November 2009 Column
By Don Sykes, President/CEO of Milwaukee Area Workforce Investment Board www.milwaukeewib.org
Let’s start with what we already know: Like many other major cities, Milwaukee is dealing with one of the highest unemployment rates in years. Recent figures indicate the city’s unemployment rate is now at 12.4 percent.
By now, most of us have figured out that there is more to this problem than people who are just not applying themselves. A lot of us know that some of this problem can be attributed to a lack of employment opportunities.
However, there’s another part of the equation, what I consider the common denominator, which is the shortage of skilled workers. These are workers who not only lack industry recognized credentials that limit their access to job opportunities, but also the basic skills necessary to enter the job market.
See, we no longer live in a world where a strong back can get your foot in the door of a good company that provides family sustaining wages. Workforce studies show that today’s job seekers need to have at least a high school diploma for most occupations to secure a minimum wage job.
So, let’s do the math.
We have one part unemployment and one part too few jobs. Now, add to that a pool of applicants who have significant barriers such as physical or mental disabilities, past felony convictions, child care issues, little work history or limited education, just to name a few.
The Milwaukee Area Workforce Investment Board (MAWIB) knows that part of the solution is Transitional jobs. Transitional jobs provide subsidized employment for three to twelve months where participants earn a paycheck, learn technical skills for higher wage jobs, become eligible for the Earned Income Tax Credit, and receive intensive mentoring and support.
Transitional jobs target individuals with significant barriers to employment for whom less intensive job readiness programs are insuf- ficient. Individuals that will be served include: long-term unemployed, former offenders, substance abusers and homeless individuals. The design is structured around “best practices” from other communities that have already tested similar programs. Most importantly, transitional jobs allow participants to perform productive work.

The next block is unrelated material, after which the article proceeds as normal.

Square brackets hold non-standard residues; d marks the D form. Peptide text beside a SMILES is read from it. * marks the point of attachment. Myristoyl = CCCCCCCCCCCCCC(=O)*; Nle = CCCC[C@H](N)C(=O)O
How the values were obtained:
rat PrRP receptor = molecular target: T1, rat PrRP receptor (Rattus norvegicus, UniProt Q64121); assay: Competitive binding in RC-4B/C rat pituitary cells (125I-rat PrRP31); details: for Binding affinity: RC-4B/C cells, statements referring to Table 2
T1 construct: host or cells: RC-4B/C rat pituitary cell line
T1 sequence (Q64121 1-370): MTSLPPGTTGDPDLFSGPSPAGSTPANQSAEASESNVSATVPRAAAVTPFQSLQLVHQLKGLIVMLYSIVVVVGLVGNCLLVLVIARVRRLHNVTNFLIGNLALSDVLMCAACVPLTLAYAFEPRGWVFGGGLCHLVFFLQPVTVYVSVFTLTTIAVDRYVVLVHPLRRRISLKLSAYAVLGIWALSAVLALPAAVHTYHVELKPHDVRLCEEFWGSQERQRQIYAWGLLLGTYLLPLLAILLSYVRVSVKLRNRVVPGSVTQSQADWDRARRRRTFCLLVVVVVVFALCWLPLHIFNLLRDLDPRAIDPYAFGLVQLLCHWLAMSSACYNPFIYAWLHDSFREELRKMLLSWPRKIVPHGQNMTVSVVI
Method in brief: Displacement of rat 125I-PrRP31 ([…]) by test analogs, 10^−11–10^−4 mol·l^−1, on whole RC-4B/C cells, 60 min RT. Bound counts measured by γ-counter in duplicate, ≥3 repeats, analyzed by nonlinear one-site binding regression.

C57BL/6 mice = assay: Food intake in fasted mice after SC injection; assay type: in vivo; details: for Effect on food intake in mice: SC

For some readers this concept may seem like a new approach, but it isn’t. It is an approach used before by government to reinvigorate society, cultivate communities and stimulate the economy.
In the late 1920’s Milwaukee was hit hard by the Depression, and like today, many people were unemployed. Since that time, the government has created thousands of jobs for citizens who could not find work in the private sector. The jobs created were responsible for the establishment of national parks, the railroad system, roads and interstates. Nearly 40,000 jobs were created from 1933 to 1936 in Milwaukee alone, according to the Employment & Training Institute-Jobs for Workers on Relief in Milwaukee County, 1930-1994.
The MAWIB is currently working to coordinate an initiative that will combine construction jobs with a Transitional Jobs program called Milwaukee Builds. Milwaukee Builds would provide training, support and case management services that leverage community resources in a coordinated fashion to yield stronger results with the goal to prepare youth and adults for careers and employment in the construction industry. Milwaukee Builds would use a career pathway model to support workers’ transitions from education into and through the workforce that provides transferable skills in carpentry and certified skills including Lead and Asbestos Abatement credentials.
The MAWIB and its Milwaukee Builds partners include the Housing Authority of the City of Milwaukee (HACM), City of Milwaukee’s Community Development Grants Association (CDGA) and is comprised of Esperanza Unida (EU), the Milwaukee Christian Center (MCC), Milwaukee Community Service Corps (MCSC), and Northcott Neighborhood House (NNH) with educational support provided by the Milwaukee Area Technical College (MATC) and labor support from the Wisconsin Regional Training Program/BIG STEP (WRTP/ BIGSTEP) are envisioning the creation of a labor ready workforce equipped with the tools needed to carry them from minimum wage positions to professional wages in a career. Each partner in this process is committed to building on the strengths of one another while remaining engaged and focused on the growth and success of this program and its participants.
The ultimate goal is to later expand the Milwaukee Builds program to include credentials in other areas such as energy, water treatment and purification, urban forestry and sustainability with an emphasis in construction, water, energy creation and conservation. All of these fields have been identified as areas where the concentration of many future employment opportunities will exist.
This transitional jobs approach is not only an employment opportunity for every worker; it is a proven method of acquiring talent for employers, which translates to a win-win for the community as a whole.
So, what is the sum of this equation?
Putting our strengths together through collaborations to improve the skill sets of our workforce can transform individuals, businesses, and communities, which will equal long- term economic growth.